Missing Lower or Upper Teeth

Dental Implant and Denture Combinations

Although many patients have no problem wearing an upper denture, most people find it difficult to wear and eat with lower dentures. Several implant-supported replacement options are available if you are missing all of your lower or upper teeth:
   

Options to Replace Missing Lower Teeth

Ball Attachment Denture

One option is to have two dental implants placed in your lower jaw and a denture made that snaps onto these implants. This option allows your lower denture to be more stable and comfortable while chewing.  However, there will still be some minor movement of your lower denture.  If you desire less movement, four implants can be place if there is adequate bone in the back portion of the jaw. This is called an “overdenture.”

Before Ball Attachment Denture
1. Before
After Dental Implants Placed
2. Implants Placed
Denture Attached
3. Denture Attached

Screw Retained Denture

Another option involves placing five or more dental implants in your jaw and attaching a permanent denture. Your denture is held in place by screws that secure it to the support posts. It doesn’t touch the gum tissue, which allows you to clean under the denture without removing it. This denture will replace all your missing lower teeth and will not be removed except at maintenance visits to your dentist. Although cleaning under your denture without removing it is more time consuming and requires more dexterity, many patients who want a permanent denture prefer this option.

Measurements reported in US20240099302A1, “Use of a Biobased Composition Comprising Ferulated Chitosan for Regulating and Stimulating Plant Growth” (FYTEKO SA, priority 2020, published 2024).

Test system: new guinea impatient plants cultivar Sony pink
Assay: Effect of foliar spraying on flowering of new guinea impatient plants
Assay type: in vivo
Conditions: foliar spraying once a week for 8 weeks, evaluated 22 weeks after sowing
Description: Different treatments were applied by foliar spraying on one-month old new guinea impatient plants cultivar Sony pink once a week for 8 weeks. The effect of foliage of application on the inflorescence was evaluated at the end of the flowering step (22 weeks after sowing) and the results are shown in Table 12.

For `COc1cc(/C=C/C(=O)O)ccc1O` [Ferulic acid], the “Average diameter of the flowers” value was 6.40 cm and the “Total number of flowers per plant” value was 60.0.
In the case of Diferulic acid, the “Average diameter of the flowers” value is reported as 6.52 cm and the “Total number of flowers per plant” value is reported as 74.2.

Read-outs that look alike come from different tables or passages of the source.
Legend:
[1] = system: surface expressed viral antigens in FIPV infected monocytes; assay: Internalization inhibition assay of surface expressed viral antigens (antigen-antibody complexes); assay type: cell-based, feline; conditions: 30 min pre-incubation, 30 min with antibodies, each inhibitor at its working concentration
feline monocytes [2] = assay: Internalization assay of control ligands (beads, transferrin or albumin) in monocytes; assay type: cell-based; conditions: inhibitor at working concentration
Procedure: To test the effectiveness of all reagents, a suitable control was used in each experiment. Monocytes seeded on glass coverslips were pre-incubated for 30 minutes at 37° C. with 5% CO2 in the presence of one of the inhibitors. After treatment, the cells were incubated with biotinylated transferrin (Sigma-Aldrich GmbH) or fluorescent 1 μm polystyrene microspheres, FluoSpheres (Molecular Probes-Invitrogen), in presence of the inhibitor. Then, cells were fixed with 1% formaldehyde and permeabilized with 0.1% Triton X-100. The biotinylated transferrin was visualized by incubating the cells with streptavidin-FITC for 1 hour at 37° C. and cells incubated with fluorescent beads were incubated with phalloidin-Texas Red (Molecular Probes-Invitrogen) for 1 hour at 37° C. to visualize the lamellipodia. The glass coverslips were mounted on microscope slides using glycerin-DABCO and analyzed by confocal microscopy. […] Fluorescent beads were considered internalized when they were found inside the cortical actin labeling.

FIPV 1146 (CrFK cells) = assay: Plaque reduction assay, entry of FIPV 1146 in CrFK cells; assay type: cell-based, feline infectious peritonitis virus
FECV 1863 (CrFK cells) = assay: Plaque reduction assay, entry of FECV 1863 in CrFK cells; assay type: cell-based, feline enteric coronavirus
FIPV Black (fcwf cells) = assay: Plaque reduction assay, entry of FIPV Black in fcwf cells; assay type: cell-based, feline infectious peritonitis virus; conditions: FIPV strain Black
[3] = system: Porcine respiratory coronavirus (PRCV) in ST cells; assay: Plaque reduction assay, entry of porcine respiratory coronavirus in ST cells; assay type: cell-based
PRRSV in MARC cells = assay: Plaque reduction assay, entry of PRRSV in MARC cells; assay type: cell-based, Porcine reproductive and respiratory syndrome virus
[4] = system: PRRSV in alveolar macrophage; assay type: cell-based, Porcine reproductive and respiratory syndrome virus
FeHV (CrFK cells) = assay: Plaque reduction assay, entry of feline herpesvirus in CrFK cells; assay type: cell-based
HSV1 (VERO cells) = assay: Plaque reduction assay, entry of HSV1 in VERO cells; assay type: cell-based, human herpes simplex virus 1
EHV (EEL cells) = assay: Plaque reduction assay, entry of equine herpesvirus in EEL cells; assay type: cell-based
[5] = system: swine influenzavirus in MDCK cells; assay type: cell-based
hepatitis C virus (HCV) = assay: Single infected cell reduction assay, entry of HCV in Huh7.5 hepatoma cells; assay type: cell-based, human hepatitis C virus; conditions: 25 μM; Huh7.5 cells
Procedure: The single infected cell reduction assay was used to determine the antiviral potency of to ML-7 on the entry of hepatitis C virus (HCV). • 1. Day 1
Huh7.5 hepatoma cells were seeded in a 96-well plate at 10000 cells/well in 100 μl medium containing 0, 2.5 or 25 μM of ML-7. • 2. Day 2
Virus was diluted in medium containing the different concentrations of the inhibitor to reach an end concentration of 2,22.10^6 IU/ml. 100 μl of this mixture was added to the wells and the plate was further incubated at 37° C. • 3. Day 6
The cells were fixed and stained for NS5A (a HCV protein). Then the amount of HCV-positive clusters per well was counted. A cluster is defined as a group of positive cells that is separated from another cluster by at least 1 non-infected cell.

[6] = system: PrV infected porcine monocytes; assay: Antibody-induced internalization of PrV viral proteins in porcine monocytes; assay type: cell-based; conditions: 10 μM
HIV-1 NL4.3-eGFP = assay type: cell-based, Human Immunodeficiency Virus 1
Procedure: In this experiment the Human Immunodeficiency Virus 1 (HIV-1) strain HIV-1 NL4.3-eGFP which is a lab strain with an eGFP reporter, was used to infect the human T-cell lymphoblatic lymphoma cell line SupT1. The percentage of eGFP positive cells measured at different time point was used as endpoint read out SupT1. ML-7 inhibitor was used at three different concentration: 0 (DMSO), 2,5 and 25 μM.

Before Screw Retained Denture
1. Before
After Dental Implants Placed
2. Implants Placed
Denture Attached
3. Denture Attached

Individual Implants

The final option is to have all your teeth individually replaced so that they will appear to be growing out of your gum tissue and will most closely resemble the appearance of your natural teeth. This option usually requires eight or more tooth implants. Separate abutments or support posts for each one of these implants will be made and crowns for each missing tooth will be placed. The teeth are often joined together for strength and support. Overall, this is the most costly option, because it requires the most implants and crowns.

Before Individual Implants
1. Before
After Dental Implants Placed
2. Implants Placed
Healing completed after after dental implant
3. Healing Completed

What If I’m Missing All Of My Upper Teeth?

A similar range of treatment options is also available for your upper jaw. However, because the bone is not as hard as that in the lower jaw, people often need more dental implants to support their new replacement teeth.

One option that many people like is to eliminate the need for covering the roof of your mouth with the denture. This allows you to fully taste your food and gives you a better sense of its temperature. Your denture will also feel more natural. You will still have a removable denture, which makes cleaning the denture much easier.

Implant Retained Upper Denture

Implant-Retained Upper Denture

Depending upon the number of implants to be placed, it may be possible to eliminate the need for covering the roof of your mouth with a complete denture. This option allows you to fully taste your food and gives you a better sense of its temperature. Your denture will feel more natural.

Individual Upper Dental Implants

Individual Upper Implants

If you want a restoration that is similar to your natural teeth, and therefore not removable, you probably will need eight to ten individual tooth implants placed.